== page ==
Review and road test of the MINI Countryman John Cooper Works
A NOT SO MINI ADVENTURE
It isn't the obvious choice for the John Cooper Works treatment but the result might just surprise you. Jonathan Crouch takes a look at a rather rapid MINI Countryman.
Ten Second Review of the MINI Countryman John Cooper Works
There is a certain logic in deciding that if you're going to buy a big MINI, then it ought to have a correspondingly big punching engine under its bonnet. The MINI John Cooper Works Countryman packs a 231bhp haymaker, skittling it to 62mph in just 6.5 seconds, helped by that all-wheel drive chassis. It's quite a package.
Indulge me here. You might think this is a monstrous heresy, but I'd like to draw a comparison. Remember the seminal Audi Quattro 20v back in the Eighties? If you do, then you'll recall something of an automotive legend. With four-wheel drive punch for traction in all weathers, a turbocharged engine capable of 217bhp, space inside for five people and the ability to leap to 60mph in less than seven seconds, it was quite the tool.
Weird to think that all those qualities that once made the Audi such a supercar slayer are now available in, of all things, a MINI. A MINI that would crush the Quattro when it came to fuel economy, safety and space. True, that's the inevitable price of progress, but it just demonstrates how far we've come in what is still a relatively short space of time.
The car in question is this second generation MINI John Cooper Works Countryman. It's not cheap at around £31,000 but it is an extremely talented all rounder. If you can get your brain around a big, powerful and rather pricey MINI, there's a lot to like here.
This time round, the engine has increased in size from 1.6 to 2.0-litres and there's no getting away from the fact that this car is quick. Seriously rapid. It'll smash through 62mph from a standing start in just 6.5 seconds and the ALL4 permanent all-wheel drive distributes power seamlessly between the front and rear axles courtesy of an electromagnetic centre differential. In addition to that, traction is also helped by the fitment of Dynamic Stability Control with Dynamic Traction Control and Electronic Differential Lock Control. In other words, you'll not want for grip, wet or dry.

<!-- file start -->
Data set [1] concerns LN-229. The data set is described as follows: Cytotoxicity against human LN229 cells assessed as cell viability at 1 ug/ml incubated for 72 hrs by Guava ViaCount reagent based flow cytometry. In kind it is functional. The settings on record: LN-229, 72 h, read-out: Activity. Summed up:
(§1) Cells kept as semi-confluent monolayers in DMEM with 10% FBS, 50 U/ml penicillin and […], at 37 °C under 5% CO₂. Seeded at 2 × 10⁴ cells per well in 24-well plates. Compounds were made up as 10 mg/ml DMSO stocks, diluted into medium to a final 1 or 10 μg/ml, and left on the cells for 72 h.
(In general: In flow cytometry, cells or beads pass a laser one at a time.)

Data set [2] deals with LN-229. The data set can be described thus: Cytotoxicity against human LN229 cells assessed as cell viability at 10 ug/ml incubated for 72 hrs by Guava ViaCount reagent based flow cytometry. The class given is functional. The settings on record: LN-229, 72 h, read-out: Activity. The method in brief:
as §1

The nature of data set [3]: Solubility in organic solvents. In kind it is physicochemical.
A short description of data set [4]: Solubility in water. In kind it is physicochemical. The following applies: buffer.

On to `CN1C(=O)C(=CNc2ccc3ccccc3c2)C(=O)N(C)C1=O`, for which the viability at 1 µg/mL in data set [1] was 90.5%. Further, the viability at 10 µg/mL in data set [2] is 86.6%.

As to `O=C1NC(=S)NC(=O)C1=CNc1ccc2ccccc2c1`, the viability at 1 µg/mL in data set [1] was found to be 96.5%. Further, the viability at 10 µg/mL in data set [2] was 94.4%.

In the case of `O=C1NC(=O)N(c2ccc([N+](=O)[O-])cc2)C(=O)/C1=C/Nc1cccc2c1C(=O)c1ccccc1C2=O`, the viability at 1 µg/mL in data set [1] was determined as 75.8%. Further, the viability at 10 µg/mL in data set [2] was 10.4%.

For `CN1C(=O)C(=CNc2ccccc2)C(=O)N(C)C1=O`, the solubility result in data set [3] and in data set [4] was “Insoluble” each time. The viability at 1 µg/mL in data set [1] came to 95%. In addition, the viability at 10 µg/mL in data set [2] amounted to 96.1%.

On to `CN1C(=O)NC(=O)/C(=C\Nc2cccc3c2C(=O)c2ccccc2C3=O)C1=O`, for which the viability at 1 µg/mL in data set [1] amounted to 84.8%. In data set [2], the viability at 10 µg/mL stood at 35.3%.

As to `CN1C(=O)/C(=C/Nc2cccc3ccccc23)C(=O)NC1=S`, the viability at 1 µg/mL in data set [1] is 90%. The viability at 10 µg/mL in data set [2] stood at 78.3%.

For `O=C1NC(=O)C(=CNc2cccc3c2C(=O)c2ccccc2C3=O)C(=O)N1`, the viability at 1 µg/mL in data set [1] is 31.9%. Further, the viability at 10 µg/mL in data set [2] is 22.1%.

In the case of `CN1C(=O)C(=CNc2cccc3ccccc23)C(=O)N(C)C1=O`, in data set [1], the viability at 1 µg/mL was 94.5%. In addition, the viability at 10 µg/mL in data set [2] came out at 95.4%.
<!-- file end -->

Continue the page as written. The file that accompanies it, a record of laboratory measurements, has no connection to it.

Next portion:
The front end is suspended by fairly conventional MacPherson struts, while the rear features a complex central-arm rear axle adapted specially for the MINI John Cooper Works Countryman. Firmly tuned springs and dampers keep the big body in control, while heftier anti-roll bars and a 10mm drop in ride height respectively help to quell roll and reduce the car's centre of gravity. Power is deployed through a six-speed manual gearbox (or there's a Steptronic paddleshift auto option) and top speed is a reassuring 145mph, while peak torque is rated at a chunky 350Nm (up from 280Nm). Remember that legendary Audi? 220Nm. Wow.
Design and Build
Okay, so it's obviously a MINI, with its round headlamps and wheel-at-each-corner stance, but there's clearly a decent amount of wheelbase and, when parked next to a 1960s original, this second gen Countryman model appears a behemoth. Get inside and there's a decent amount of space, the 450-litre boot offering more room than the Clubman estate. It's still a long chalk short of what you'd get in some rivals, but that's the inevitable price of making a style statement.
It does style quite well though. Surprisingly so for those who recall the first examples of these modern Countryman models as frumpy looking things. The JCW version gets an aero body kit, the John Cooper Works logo on the radiator grille and tailgate, front foglamps fitted as standard and a contrast paint finish for the roof and exterior mirror caps. There are standard roof rails and a model-specific roof spoiler. And you may find it hard to resist the optional body stripes in either white, black or red as well. Lightweight 18-inch Grip Spoke light-alloy wheels are fitted as standard, along with a Brembo sports brake system.